Today’s blog is a guest post by fourth year Ryerson journalism student Daniel Rosen

When the layoffs happened, it didn’t really hit me until someone pointed out an orange.

I poked my head over the partitions and saw a half-peeled orange sitting on a desk. One of the editors must have been peeling it before he left for the meeting, and never got to come back for it. It was frozen there as if the desk was Pompeii.

Those who were laid off weren’t allowed back to their desks. Their things were packed up by someone who took one look at that uneaten orange and just tossed it in the trash.

It all happened quickly. Around 1:30 p.m., everyone went to a meeting without me. I had a pretty good idea about what was going on considering the hushed tones and the fact that the entire staff of Canada.com had disappeared at once, but I still had to rely on social media speculation to figure out if the site I was interning for still existed. It’s unbelievably weird to read about the death of your publication on Twitter before anyone tells you what’s actually happening.

During the last week of my internship at Canada.com, Postmedia laid off several editors and offered voluntary buyout programs at some of its newspapers. Everyone left from Canada.com was moved to the National Post—except for me. I remained as the stalwart intern/editor-by-default, sitting alone in the corner of the fifth floor reserved for us.

One day, I actually got to sit with everyone else on the National Post floor a few levels down. Someone wasn’t in the office that day, and I was offered that desk. Working around humans again was fantastic until I noticed pictures of children staring up at me from behind the monitor. After two hours I had to flip the photos over so I wouldn’t make eye contact with them whenever I looked away from the computer.

As the only writer at Canada.com for a week, most of my duties were to make it look like the site was still moving while the powers-that-be nailed down what they were doing with it. It turns out that going from intern to the only employee in the span of a day is mostly an aesthetic change in that an empty floor looks very different.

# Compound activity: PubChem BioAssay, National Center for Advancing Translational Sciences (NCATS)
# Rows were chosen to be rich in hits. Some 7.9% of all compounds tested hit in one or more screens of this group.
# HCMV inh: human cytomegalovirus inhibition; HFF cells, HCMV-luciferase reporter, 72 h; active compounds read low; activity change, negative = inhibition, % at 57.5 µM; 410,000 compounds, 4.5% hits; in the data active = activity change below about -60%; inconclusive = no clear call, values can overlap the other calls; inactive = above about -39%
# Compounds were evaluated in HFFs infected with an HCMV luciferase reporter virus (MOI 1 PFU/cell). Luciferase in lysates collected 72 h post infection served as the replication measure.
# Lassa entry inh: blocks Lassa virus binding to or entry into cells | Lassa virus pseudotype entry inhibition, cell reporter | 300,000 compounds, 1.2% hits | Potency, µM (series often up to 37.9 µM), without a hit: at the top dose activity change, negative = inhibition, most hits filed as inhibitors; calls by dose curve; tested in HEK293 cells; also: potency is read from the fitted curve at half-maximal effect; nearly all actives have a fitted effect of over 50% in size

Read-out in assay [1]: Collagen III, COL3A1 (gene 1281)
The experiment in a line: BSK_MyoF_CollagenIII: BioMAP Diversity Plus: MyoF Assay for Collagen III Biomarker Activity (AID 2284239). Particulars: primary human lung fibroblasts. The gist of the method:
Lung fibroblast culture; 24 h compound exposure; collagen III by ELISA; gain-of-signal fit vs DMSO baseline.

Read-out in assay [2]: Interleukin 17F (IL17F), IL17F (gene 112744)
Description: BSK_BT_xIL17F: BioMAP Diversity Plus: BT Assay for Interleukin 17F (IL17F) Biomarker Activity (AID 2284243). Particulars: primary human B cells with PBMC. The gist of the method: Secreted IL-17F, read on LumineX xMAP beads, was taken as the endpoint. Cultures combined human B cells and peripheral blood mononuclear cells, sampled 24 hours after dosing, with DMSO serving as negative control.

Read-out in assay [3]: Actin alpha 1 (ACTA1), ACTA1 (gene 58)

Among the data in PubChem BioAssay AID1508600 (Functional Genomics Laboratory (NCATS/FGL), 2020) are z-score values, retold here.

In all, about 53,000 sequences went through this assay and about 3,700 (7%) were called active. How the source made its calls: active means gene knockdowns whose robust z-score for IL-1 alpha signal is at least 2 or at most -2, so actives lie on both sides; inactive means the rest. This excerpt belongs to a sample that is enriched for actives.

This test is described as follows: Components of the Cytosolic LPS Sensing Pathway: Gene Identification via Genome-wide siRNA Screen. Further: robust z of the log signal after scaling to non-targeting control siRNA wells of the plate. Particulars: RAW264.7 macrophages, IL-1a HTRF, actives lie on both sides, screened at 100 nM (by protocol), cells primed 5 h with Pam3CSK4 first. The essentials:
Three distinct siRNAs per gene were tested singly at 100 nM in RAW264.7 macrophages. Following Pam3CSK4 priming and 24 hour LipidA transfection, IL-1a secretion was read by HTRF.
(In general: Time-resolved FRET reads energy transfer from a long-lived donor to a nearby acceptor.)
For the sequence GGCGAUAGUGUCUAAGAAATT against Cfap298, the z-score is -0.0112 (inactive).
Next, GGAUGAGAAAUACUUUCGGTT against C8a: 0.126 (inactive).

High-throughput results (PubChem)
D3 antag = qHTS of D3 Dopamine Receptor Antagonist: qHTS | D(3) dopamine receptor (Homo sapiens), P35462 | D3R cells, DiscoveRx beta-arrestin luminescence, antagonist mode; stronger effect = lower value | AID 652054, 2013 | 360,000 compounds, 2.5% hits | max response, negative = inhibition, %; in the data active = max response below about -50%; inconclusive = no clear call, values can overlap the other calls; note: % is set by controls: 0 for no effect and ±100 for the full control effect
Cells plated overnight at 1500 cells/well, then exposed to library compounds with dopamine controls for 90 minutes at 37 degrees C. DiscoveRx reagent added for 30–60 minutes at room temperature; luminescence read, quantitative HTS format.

It’s not that no one saw it coming. Many of the editors had already told me they were in a holding pattern—they were already told that the site was going to be shuffled. I wanted to intern at Canada.com because it had an interesting variety of articles and coverage, but that meant it didn’t really have a niche, and I guess it became redundant.

After many moved to the Post, editors tried to find something for me to do, but everyone was still working to get the hang of whatever the hell they were supposed to be doing now that their jobs had been upended. I have nothing but great things to say about the whole experience to that point. My time until then had been so productive. I wrote news stories, a feature or two and even got to do a little editing. I felt like I was building momentum until someone cut me off and ran me off the road, and there was really no one to blame.

It wasn’t all bad though. I developed a gut reaction to both children staring at me and half-peeled oranges, which is the kind of conditioning that usually takes years to internalize. Plus, I got a good, cynical peek into the heart of the Canadian media industry and took a long, hard look at what a digital-first publication needs to survive these days. I’m not sure what that is, but if you have any ideas beyond “a strong niche,” you could probably make a killing. And it wouldn’t be too tough to staff a new site. There are a lot of great writers looking for a publication right about now.